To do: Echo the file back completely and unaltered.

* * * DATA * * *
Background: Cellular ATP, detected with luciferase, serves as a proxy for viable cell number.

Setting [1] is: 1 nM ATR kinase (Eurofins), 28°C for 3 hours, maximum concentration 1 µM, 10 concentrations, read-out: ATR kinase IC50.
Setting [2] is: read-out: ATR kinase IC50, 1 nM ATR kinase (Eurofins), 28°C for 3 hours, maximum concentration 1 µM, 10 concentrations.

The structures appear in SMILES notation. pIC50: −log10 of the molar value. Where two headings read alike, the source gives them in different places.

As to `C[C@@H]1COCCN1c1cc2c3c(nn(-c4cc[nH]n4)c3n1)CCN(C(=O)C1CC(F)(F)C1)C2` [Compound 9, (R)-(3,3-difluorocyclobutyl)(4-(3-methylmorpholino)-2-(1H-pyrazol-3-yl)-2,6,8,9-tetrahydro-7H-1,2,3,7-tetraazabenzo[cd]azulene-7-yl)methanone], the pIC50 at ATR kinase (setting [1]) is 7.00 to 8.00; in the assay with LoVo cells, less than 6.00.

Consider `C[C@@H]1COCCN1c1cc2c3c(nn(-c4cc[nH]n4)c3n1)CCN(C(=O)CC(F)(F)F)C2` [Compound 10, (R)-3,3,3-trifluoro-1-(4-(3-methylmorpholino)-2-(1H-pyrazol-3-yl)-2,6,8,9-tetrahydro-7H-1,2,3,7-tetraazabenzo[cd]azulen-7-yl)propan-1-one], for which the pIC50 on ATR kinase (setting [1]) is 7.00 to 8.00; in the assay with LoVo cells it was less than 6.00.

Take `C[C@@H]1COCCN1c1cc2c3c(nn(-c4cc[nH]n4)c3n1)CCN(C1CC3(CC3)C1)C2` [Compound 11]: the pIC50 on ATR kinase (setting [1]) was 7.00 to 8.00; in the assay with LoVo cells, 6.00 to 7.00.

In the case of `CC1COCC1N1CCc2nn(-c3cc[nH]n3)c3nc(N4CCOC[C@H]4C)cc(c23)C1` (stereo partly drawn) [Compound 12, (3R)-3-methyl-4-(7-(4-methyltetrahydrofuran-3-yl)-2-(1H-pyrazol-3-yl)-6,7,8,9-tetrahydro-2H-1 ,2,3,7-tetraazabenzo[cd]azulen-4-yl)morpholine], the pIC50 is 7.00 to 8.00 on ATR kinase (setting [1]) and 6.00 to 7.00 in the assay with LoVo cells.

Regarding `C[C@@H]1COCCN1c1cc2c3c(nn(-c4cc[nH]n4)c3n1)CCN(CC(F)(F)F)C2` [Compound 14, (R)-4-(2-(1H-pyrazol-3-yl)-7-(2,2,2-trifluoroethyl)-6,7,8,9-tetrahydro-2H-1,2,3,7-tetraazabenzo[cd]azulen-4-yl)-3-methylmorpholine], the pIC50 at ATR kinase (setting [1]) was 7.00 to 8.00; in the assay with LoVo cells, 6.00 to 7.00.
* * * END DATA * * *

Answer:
Background: Cellular ATP, detected with luciferase, serves as a proxy for viable cell number.

Setting [1] is: 1 nM ATR kinase (Eurofins), 28°C for 3 hours, maximum concentration 1 µM, 10 concentrations, read-out: ATR kinase IC50.
Setting [2] is: read-out: ATR kinase IC50, 1 nM ATR kinase (Eurofins), 28°C for 3 hours, maximum concentration 1 µM, 10 concentrations.

The structures appear in SMILES notation. pIC50: −log10 of the molar value. Where two headings read alike, the source gives them in different places.

As to `C[C@@H]1COCCN1c1cc2c3c(nn(-c4cc[nH]n4)c3n1)CCN(C(=O)C1CC(F)(F)C1)C2` [Compound 9, (R)-(3,3-difluorocyclobutyl)(4-(3-methylmorpholino)-2-(1H-pyrazol-3-yl)-2,6,8,9-tetrahydro-7H-1,2,3,7-tetraazabenzo[cd]azulene-7-yl)methanone], the pIC50 at ATR kinase (setting [1]) is 7.00 to 8.00; in the assay with LoVo cells, less than 6.00.

Consider `C[C@@H]1COCCN1c1cc2c3c(nn(-c4cc[nH]n4)c3n1)CCN(C(=O)CC(F)(F)F)C2` [Compound 10, (R)-3,3,3-trifluoro-1-(4-(3-methylmorpholino)-2-(1H-pyrazol-3-yl)-2,6,8,9-tetrahydro-7H-1,2,3,7-tetraazabenzo[cd]azulen-7-yl)propan-1-one], for which the pIC50 on ATR kinase (setting [1]) is 7.00 to 8.00; in the assay with LoVo cells it was less than 6.00.

Take `C[C@@H]1COCCN1c1cc2c3c(nn(-c4cc[nH]n4)c3n1)CCN(C1CC3(CC3)C1)C2` [Compound 11]: the pIC50 on ATR kinase (setting [1]) was 7.00 to 8.00; in the assay with LoVo cells, 6.00 to 7.00.

In the case of `CC1COCC1N1CCc2nn(-c3cc[nH]n3)c3nc(N4CCOC[C@H]4C)cc(c23)C1` (stereo partly drawn) [Compound 12, (3R)-3-methyl-4-(7-(4-methyltetrahydrofuran-3-yl)-2-(1H-pyrazol-3-yl)-6,7,8,9-tetrahydro-2H-1 ,2,3,7-tetraazabenzo[cd]azulen-4-yl)morpholine], the pIC50 is 7.00 to 8.00 on ATR kinase (setting [1]) and 6.00 to 7.00 in the assay with LoVo cells.

Regarding `C[C@@H]1COCCN1c1cc2c3c(nn(-c4cc[nH]n4)c3n1)CCN(CC(F)(F)F)C2` [Compound 14, (R)-4-(2-(1H-pyrazol-3-yl)-7-(2,2,2-trifluoroethyl)-6,7,8,9-tetrahydro-2H-1,2,3,7-tetraazabenzo[cd]azulen-4-yl)-3-methylmorpholine], the pIC50 at ATR kinase (setting [1]) was 7.00 to 8.00; in the assay with LoVo cells, 6.00 to 7.00.